November 04, 2019 By Paolo de Borja Photos by the author and Tuason Racing School

Applying lessons from the race track to real-world driving

Exciting and Constructive

Clear, sunny, and windy Sunday afternoons are best spent unwinding before another grinding week. Some might enjoy time on their own with a book and a cup of coffee by their side, while others find solace in quality time with family. But recently, I spent mine somewhat differently at the Clark International Speedway with Tuason Racing School and Toyota Motor Philippines.

I took part in a Level 1 race clinic that taught the basics of driving around the track. The beginner’s course included lessons and actual activities on proper braking in racing, understanding racing lines, the differences between and how to avoid understeer and oversteer, and the many flags that could appear during a race. We also had the chance to take part in a slalom activity before doing a few rounds on the actual circuit with the Vios Racing Festival cup cars.

Although I’m fairly familiar with the basic concepts involved in racing, it’s always a rewarding experience to actually take on the track with a race-ready car. But after this particular activity and the talk by JP Tuason of Tuason Racing School, I learned that concepts and lessons taken from the circuit are applicable to real-world driving.

  1. Driving in the streets of Manila is like a slalom

In a slalom, there’s a tendency for you to focus on the cones instead of the gap between cones. Thinking about doing so probably sounds simple but it actually does happen quite often, especially if you’re a beginner on the track – but that’s okay. Everyone starts somewhere. The inclination to look at the cone is called Target Fixation. If you look too closely at the cones, your hands would turn the steering wheel towards the cones without you even thinking about it. This results to running them over and corresponding time penalties.

Being mindful of road obstacles is like a slalom. When encountering a hurdle on the road, there is a tendency to stare at it instead of an alternate space to use. This makes it more complicated for the driver to carefully avoid or appropriately slow down the vehicle to avoid the obstacle. Instead, the driver should be focusing on the gap between the car and obstacle, and gauging when he should slow down or how to maneuver the car around it. So when you see an obstacle on the road, don’t just look at it directly. Look for the gap.

  1. Braking and Weight Distribution

At the race track, it is imperative to brake hard before entering a turn. You know where the corners are so you should know when to step on the brakes – and step on it hard. The first time you apply pressure on the pedal should always be the hardest. Although not entirely correlated with real-world driving, something can still be picked up from this technique. In real life driving, particularly in Metro Manila, this is applicable when dealing with potholes. When brakes are applied, weight is distributed to the front of the car. Failing to release the brakes as you run through a road fracture can have negative implications on the front suspension. So when encountering a pothole, release pressure on the brake pedal before running over it.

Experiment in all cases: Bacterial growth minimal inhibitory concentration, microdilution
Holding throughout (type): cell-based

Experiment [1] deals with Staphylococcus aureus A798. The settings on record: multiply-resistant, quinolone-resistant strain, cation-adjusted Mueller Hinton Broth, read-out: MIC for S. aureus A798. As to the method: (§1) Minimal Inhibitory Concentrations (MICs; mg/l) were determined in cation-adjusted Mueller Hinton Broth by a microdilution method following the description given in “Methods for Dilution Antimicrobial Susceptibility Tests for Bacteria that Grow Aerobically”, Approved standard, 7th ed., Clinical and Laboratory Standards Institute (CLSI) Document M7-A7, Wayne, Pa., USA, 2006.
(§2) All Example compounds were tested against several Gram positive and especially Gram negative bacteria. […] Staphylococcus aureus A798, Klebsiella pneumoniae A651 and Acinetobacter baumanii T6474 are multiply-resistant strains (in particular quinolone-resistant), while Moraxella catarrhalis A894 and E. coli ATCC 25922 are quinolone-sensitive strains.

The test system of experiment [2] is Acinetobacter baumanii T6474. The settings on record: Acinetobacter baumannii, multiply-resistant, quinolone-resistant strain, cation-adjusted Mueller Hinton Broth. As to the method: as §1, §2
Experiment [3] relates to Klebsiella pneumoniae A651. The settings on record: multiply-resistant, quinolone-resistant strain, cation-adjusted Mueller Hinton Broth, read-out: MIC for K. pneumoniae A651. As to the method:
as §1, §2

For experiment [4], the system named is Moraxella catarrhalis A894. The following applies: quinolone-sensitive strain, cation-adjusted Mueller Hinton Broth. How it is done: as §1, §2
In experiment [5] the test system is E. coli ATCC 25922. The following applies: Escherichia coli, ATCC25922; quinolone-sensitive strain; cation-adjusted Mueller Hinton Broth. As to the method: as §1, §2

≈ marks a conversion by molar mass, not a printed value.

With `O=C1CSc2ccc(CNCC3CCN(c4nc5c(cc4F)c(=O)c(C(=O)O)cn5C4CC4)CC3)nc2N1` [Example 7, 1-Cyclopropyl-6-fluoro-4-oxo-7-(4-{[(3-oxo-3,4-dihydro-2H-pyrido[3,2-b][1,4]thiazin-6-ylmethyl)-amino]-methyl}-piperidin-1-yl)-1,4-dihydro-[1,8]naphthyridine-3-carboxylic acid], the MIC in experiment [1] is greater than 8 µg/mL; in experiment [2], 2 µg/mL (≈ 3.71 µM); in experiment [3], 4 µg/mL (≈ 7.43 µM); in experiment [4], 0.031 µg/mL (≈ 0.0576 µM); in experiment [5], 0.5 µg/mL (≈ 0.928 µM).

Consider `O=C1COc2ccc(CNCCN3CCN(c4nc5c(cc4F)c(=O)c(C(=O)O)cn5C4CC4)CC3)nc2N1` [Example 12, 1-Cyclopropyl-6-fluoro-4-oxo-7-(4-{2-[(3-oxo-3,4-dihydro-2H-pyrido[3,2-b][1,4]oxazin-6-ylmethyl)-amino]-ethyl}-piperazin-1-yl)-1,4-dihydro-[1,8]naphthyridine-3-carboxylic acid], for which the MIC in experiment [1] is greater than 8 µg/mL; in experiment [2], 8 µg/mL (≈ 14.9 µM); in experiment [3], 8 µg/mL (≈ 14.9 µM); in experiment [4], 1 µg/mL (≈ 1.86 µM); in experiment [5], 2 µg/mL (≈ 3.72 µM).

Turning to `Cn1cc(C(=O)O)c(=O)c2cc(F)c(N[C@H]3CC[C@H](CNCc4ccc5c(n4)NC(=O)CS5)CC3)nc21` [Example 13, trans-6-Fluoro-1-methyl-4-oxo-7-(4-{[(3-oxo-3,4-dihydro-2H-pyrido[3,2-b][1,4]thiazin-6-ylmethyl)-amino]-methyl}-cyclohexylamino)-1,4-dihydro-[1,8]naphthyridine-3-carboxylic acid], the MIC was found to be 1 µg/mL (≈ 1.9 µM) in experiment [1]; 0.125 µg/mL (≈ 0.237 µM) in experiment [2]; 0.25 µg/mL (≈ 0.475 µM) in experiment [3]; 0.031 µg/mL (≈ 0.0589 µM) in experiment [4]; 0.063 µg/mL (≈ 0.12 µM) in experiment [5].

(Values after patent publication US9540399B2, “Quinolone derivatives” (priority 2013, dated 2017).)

1. Second Place Advantage

If you’re a competitive driver, you wouldn’t want to be in second place. But it does have advantages that can propel you to a first-place finish. The advantage of being second is that you can mimic the moves of the lead car. When driving at night in areas with limited light, it’s best to follow a car ahead if the opportunity presents itself. Similar to circuit racing, you’ll be able to gauge the obstacles in front by observing the movements the car ahead of you. But if you’re experienced in night driving, you can omit this technique.

  1. Handling an apex is similar to driving in winding provincial roads

Understeer and oversteer are things you want to avoid whether on the track or on the road. Understeer occurs when you’re trying to turn the car in the corner but it doesn’t want to turn. This takes place when you’re going too fast or when you apply too much gas into the corner, especially with front-wheel drive cars.  You might think you’re doing your lap time a favor, but you end up actually just adding more seconds by deviating from the racing line. Now, when you intend to turn into the corner, but the rear of the car begins to slide, you’ve fallen victim to Oversteer. This transpires when you either apply too much brakes as you turn the car or when you quickly release the accelerator while turning – again, especially with front-wheel drive cars.

When driving to places like Baler, Aurora, you will encounter winding mountainous roads that are often times clear of other traffic. Having an open road in front of you might sound exciting but it’s important to understand the limitations of your car and how to control it. Similar to circuit racing, you should always apply the brakes before steep turns. You will have better control of your vehicle by doing so.

  1. The apex and making a U-turn

The racing line is an essential concept in circuit racing. It achieves an ideal balance between speed and distance needed to be covered. But sometimes, you have deviate from it, like in overtaking situations. Making a U-turn on the roads of Metro Manila is like taking on a hairpin. You must not treat it like a racing line since this would entail cutting someone off. Instead, take either the inside or outside lane only. And in line with proper braking, you can make a tighter U-turn by slowing down the car further before turning the wheel.

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